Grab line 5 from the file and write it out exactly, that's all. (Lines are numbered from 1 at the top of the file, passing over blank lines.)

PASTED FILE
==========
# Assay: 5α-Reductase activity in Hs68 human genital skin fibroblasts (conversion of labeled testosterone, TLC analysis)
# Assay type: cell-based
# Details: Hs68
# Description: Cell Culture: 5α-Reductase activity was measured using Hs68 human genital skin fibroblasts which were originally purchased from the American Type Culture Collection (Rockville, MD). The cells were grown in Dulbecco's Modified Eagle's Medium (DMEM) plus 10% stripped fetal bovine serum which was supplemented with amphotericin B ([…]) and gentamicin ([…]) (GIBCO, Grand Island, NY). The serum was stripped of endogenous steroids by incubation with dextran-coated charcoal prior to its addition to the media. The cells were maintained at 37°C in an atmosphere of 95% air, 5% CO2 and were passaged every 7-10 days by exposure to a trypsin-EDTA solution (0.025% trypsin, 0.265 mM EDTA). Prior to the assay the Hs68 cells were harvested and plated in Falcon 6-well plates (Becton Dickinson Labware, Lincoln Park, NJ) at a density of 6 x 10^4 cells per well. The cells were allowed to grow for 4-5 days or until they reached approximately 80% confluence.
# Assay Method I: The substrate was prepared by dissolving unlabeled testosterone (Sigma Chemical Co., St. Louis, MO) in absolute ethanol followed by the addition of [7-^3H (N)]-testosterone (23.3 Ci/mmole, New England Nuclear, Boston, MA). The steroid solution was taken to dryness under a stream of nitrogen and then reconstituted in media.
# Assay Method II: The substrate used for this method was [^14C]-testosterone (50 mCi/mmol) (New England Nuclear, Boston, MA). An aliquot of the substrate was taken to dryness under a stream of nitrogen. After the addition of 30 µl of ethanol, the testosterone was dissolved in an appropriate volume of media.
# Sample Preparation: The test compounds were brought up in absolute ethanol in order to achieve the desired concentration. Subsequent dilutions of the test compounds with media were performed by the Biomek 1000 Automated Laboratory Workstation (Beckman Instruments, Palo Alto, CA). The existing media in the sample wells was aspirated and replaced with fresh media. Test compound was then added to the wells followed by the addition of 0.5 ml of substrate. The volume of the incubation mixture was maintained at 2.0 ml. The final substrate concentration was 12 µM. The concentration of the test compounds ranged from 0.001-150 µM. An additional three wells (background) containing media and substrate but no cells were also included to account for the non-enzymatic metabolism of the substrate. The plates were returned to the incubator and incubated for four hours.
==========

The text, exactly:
# Assay Method I: The substrate was prepared by dissolving unlabeled testosterone (Sigma Chemical Co., St. Louis, MO) in absolute ethanol followed by the addition of [7-^3H (N)]-testosterone (23.3 Ci/mmole, New England Nuclear, Boston, MA). The steroid solution was taken to dryness under a stream of nitrogen and then reconstituted in media.